Digital Service Standard raises the bar for government agencies' IT security compliance
- 09 April, 2015 10:18
Australian government departments have until September to outline how they will comply with all 36 of the security controls outlined in the Protective Security Policy Framework (PSPF) and Information Security Manual (ISM) under the prescriptive first deliverable from the fledgling Digital Transformation Office (DTO).
The DTO's Digital Service Standard (DSS) outlines 16 different areas that government bodies must address in guiding their transformation towards digital delivery, ranging from the design of multi-disciplinary teams – led by an experienced service manager – to service integration, user and usability research, and ongoing use of analytics to identify benefits and potential further improvements.
The scope of the standard includes all new government services and existing high volume services – and all will be transitioned with security as a core competency.
Point 6 of the standard deals with information security, instructing government bodies to “Assess what personal user data and information the service will be providing, using or storing and put in place appropriate measures to address security risks, legal responsibilities and privacy considerations.”
The requirement for mandatory and full PSPF compliance extends earlier guidelines for government bodies, which have already had their hands full focusing on the Australian Signals Directorate (ASD)'s Top 4 mitigation strategies – application whitelisting, systems patching, restricting administrative privileges, and creating a defence-in-depth system.
Expanding this to the 36 areas covered by PSPF is likely to require a significant boost in resources and a revisitation of information-security strategy by most agencies – particularly given new research from Gartner that suggests the transition from legacy-first to digital-first government IT introduces a whole new range of risks. Some 91 percent of the 2800 CIOs surveyed by Gartner agreed that the shift to digital government creates new types and increased levels of risk for traditionally risk-averse government bodies.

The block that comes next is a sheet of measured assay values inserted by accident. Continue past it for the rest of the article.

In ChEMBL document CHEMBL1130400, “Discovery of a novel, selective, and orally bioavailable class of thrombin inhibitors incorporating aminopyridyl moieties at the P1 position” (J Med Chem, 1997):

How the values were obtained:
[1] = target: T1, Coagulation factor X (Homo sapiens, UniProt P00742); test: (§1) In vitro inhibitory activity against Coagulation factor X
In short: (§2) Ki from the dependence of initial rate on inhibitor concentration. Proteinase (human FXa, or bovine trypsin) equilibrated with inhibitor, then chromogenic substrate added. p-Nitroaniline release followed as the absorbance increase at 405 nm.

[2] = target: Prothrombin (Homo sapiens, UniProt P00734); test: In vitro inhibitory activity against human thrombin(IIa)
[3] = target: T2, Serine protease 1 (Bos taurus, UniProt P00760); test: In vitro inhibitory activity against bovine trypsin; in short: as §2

Much of this risk comes from attempts to maintain long-entrenched legacy systems that present both operational and security risks. Yet while legacy modernisation was a key priority of surveyed CIOs – ranked fifth, it outpaced even security, which came in sixth – Gartner warns that “securing the funds to invest in legacy modernization may be a stretch, especially for those at the federal or national level.”
This, because around one-third of respondents were already seeing their IT budgets declining – particularly in the Asia-Pacific region, where budget declines were “particularly acute in all tiers”.
Gartner foresees a longer-term transformation to digital government, with government IT organisations “slowly” reducing their infrastructure provision as they shift services to cloud providers and data centre operators.
“They will serve as a broker of those foundational service and orient IT capabilities from 'legacy first' to 'digital first' by inserting a 'why not cloud?' step into all planning,” the analysis predicts.
“By shifting the management and provisioning of infrastructure to centralised government shared-service entities or to viable commercial vendors, government CIOs can lead by example and update IT management techniques to adopt the design-for-change mindset that is essential in the digital age,” said Gartner research director Rick Howard in a statement.
“When interrelated processes and services are coordinated and delivered by multiple government and nongovernment organisations – enabled by context-sensitive data exchange – government performance and social outcomes will be truly transformed.”
With the DTO now laying down expectations for Australia's government IT transformation, the bar has been set and the hard work on security and other transformational areas will now begin in earnest. By September this year, agencies will be expected to have formalised digital transition plans that will outline how and when they will adopt the DSS – including benchmarks and a framework for dashboard reporting against each of the outlined requirements.
This article is brought to you by Enex TestLab, content directors for CSO Australia.